kinda like pyjamas, but quicker, cleaner, and easier. has the goal of generating readable, usable *robust* javascript code from python code
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kinda like pyjamas...

but shorter. quicker. cleaner. more convenient. Oh, and, easier. Takes care of error handling, so you don't get cryptic error messages that originate from javascript's lazyness regarding undefined variables.

PJs has the goal of generating readable, usable robust javascript code from python code, and of providing some libraries to make web development easier.


I don't yet have a dist on pypi, so just clone the repo.

If you want to run the tests, pjs depends on pbj so you first need to pip install pbj. Pbj is a build tool that I wrote, and you can invoke it (once installed) with ./make.pbj in the pjs directory.


The should work pretty well for playing around with pjs.

Recent Addtions

  • nested class support (full namespacing!!)
  • operator overloading
  • easy javascript embedding

To make a javascript function call, prepend js. to the call (I'm reserving the name js; I hope you don't mind). Any calls starting with window. are treated as javascript calls as well. The difference is that the js prefix is removed -- it is assumed that you are working with a local variable.

jq = window.jQuery
def make_tabs(id):

This is necessary because PJs wraps strings, tuples, lists, and dictionarys, so jQuery wouldn't know what to do with jq("hi") which otherwise would be translated to jq($b.str("hi")). As it is, the above code becomes:

_.jq = window.jQuery;
_.make_tabs = $def(function $_make_tabs(id) {

Now that might be a bit confusing, but the important thing is that PJs knows to convert id to a javascript type (the added builtin function js converts a python object to the corresponding javascript type).

If you want to avoid that kind of magic, that's fine too, but you need to convert the function arguments yourself. In python, you'd have:

jq = window.jQuery
def make_tabs(id):

Not much different in this example, but for more complicated expressions such as foo(a, b, c, d).bar(e, f) it's much simpler to just put a js. at the very beginning.

One thing for which you must rely on magic (sorry) is subscripting; in PJs, in order to allow for __get/setitem__ manipulation, expressions such as people[gender] are converted to people.__getitem__(gender). If you've got a javascript-style list, the magic js. prefix will preserve subscripts (and convert the argument back to javascript). So js.people[gender] becomes people[$b.js(gender)]. Slicing is also handled intelligently; js.people[start:end] comes out as people.slice(start, end).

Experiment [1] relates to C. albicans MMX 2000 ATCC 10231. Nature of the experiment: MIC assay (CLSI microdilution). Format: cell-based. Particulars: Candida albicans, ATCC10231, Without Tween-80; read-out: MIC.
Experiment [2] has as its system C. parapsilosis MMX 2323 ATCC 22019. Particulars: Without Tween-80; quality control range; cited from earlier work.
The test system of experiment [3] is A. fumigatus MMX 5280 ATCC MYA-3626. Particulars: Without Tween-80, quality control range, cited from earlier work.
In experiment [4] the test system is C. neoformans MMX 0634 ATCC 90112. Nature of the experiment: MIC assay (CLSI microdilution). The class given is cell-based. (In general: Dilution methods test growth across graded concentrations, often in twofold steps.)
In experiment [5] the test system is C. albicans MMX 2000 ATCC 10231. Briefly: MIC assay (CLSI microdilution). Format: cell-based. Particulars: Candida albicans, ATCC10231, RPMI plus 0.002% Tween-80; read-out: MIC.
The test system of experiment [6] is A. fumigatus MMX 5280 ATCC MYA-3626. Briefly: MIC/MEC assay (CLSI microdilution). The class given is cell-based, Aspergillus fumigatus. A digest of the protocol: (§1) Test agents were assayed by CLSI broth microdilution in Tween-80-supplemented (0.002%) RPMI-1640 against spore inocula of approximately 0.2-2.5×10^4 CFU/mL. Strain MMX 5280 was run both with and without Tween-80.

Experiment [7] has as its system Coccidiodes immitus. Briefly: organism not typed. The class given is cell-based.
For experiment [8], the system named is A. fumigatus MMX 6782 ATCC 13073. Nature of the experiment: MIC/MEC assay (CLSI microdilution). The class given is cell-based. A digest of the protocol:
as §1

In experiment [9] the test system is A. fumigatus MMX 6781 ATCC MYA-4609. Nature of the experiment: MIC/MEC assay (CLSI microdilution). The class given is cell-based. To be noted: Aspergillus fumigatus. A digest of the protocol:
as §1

Things you can't do:

  • python attribute magic:
    • __getattr__
    • __setattr__

These will have major performance implications; I imagine they might be enableable via a flag -- for most programs that level of control isn't absolutely nessecary.

Things you can do:

  • just about everything else
  • classes
  • modules!
  • functions
  • decorators
    • classmethod
    • staticmethod
  • operator magic; __add__, __mul__ etc.

if you find a bug or something you don't like, feel free to file a ticket on github, or even better, fork the repo, fix your problem, and then pull request. We love pull requests.

Pythonic Functions

Here's a bit from the top of the functions.js, which allows for pythonic function in javascript!

(pjs provides the function $def for creating pythonic functions)

How to use:

  • $def([defaults], [aflag], [kflag], fn);
  • defaults, aflag, and kflag are all optional, but required to be in that order to avoid ambiguity.
  • defaults = an associative array of key, value pairs; the key is the arg name, anf the vaule is default value.
  • aflag signals that the last (or second-to-last, if kflag is true) is to be populated with excess positional arguments. (in python, this is the *args syntax).
  • kflag is like aflag, but for dictionary arguments, e.g. **kwargs.
  • there's also checks happening the whole way, so you won't be stuck debugging another annoying undefined error.

Here's an example that uses all of these:

var foo = $def({c:null, d:10}, true, true, function foo(a, b, c, d, args, kwargs) {
    // only a and b are required, and excess positional and dictionary
    // arguments will be captured.
    console.log([a, b, c, d, args, kwargs]);

// and in use...

> foo(1);
TypeError: foo requires 2 arguments (1 given)
> foo(1,2);
[1, 2, null, 10, [], {}]
> foo(1,2,3);
[1, 2, 3, 10, [], {}]
> foo(1,2,3,4,5,6,7,8,9);
[1, 2, 3, 4, [5, 6, 7, 8, 9], {}]

now some some real magic; dictionary arguments:

> foo.args([1], {'b':9, 'd':20, 'man':'hatten'}
[1, 9, null, 20, [], {'man': 'hatten'}]

!! that looks like python !! well...almost. but it's lovely :)

python-style classes are also implemented, with full namespacing!